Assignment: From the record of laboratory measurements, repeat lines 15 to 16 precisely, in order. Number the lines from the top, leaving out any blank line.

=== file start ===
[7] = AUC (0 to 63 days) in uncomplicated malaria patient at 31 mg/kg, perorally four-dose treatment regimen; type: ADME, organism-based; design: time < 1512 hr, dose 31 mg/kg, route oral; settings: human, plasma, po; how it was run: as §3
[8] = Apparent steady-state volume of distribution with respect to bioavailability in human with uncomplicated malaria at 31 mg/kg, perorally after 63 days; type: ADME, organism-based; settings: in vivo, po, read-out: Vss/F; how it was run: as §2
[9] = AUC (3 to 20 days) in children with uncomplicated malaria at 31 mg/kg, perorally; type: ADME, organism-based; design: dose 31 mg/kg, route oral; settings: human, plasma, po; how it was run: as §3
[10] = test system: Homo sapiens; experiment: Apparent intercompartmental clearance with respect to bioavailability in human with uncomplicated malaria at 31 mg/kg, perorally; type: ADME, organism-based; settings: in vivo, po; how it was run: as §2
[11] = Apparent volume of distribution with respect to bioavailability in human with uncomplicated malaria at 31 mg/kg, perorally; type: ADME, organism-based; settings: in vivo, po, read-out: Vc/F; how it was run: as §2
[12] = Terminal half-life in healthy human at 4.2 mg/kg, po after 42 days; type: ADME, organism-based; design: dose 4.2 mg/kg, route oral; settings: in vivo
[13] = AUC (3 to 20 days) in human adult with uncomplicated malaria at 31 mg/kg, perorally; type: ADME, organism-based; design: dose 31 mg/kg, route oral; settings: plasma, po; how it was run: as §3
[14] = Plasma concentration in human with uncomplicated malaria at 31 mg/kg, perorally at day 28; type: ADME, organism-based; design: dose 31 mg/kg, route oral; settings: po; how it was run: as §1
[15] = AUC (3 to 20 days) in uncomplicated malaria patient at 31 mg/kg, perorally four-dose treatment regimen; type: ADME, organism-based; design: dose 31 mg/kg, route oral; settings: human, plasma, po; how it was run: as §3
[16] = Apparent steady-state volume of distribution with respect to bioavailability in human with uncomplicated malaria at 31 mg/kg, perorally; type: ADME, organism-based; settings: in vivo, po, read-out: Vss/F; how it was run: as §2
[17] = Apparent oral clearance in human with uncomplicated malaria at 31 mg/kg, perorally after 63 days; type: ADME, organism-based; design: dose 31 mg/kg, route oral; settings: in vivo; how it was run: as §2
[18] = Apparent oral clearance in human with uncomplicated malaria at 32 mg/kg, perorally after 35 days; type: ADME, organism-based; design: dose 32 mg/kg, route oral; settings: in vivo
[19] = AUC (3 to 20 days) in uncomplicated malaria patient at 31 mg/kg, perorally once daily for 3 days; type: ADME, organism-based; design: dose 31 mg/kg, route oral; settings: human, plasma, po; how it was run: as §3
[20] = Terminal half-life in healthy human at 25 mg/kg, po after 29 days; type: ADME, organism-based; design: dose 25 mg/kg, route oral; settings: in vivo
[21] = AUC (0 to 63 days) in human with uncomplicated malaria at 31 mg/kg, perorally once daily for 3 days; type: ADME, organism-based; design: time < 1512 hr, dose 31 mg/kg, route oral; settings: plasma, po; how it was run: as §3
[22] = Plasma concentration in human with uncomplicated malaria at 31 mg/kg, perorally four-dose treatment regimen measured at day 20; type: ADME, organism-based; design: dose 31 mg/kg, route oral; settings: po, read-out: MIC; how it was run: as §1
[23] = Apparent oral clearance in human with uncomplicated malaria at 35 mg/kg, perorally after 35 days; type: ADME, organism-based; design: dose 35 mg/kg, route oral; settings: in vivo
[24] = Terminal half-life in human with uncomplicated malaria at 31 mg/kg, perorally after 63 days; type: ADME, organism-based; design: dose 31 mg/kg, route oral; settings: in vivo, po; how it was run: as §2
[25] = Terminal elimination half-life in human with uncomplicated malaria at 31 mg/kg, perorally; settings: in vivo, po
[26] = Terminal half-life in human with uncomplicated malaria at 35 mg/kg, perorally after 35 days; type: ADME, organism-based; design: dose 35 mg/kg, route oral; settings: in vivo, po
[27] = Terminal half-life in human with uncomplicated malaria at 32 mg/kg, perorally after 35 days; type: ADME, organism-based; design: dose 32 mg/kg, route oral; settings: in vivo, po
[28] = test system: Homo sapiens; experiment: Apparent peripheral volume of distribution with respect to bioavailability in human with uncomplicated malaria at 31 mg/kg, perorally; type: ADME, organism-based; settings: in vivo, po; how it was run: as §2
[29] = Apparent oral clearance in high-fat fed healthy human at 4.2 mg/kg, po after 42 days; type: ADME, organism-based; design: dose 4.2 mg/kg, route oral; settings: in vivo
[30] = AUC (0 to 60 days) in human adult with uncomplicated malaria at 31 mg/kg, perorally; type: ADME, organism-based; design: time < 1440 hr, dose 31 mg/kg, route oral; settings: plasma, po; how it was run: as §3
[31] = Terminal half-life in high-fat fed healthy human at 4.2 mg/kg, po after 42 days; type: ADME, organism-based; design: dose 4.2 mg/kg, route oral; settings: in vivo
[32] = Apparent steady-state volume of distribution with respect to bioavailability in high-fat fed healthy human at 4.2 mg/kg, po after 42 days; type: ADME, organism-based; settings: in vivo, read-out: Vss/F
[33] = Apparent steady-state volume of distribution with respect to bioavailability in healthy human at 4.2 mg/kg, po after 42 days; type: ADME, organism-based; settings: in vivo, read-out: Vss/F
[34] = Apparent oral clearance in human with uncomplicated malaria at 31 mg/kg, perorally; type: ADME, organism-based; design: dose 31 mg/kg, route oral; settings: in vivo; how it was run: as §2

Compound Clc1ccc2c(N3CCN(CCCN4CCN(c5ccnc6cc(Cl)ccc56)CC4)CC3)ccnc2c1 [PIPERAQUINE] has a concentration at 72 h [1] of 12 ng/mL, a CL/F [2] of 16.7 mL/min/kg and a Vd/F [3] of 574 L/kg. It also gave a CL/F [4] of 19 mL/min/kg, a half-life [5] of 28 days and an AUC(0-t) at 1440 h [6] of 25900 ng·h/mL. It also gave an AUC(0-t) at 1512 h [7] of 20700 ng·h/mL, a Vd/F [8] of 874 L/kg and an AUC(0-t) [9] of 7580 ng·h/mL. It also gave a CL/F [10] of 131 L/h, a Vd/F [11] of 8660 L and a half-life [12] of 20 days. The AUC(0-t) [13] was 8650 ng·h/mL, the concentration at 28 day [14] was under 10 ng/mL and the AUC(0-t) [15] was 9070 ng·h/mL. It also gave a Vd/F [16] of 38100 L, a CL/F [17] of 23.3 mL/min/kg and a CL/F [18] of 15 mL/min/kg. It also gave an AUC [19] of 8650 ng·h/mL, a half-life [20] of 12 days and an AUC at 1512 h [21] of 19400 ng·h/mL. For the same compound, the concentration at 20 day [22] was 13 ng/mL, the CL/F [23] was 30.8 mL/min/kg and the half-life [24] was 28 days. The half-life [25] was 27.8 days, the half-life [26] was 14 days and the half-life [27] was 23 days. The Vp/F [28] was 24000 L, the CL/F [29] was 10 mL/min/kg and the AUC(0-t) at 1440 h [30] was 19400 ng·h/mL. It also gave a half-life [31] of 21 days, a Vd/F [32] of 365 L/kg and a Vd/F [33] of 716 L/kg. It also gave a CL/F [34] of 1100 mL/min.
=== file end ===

[21] = AUC (0 to 63 days) in human with uncomplicated malaria at 31 mg/kg, perorally once daily for 3 days; type: ADME, organism-based; design: time < 1512 hr, dose 31 mg/kg, route oral; settings: plasma, po; how it was run: as §3
[22] = Plasma concentration in human with uncomplicated malaria at 31 mg/kg, perorally four-dose treatment regimen measured at day 20; type: ADME, organism-based; design: dose 31 mg/kg, route oral; settings: po, read-out: MIC; how it was run: as §1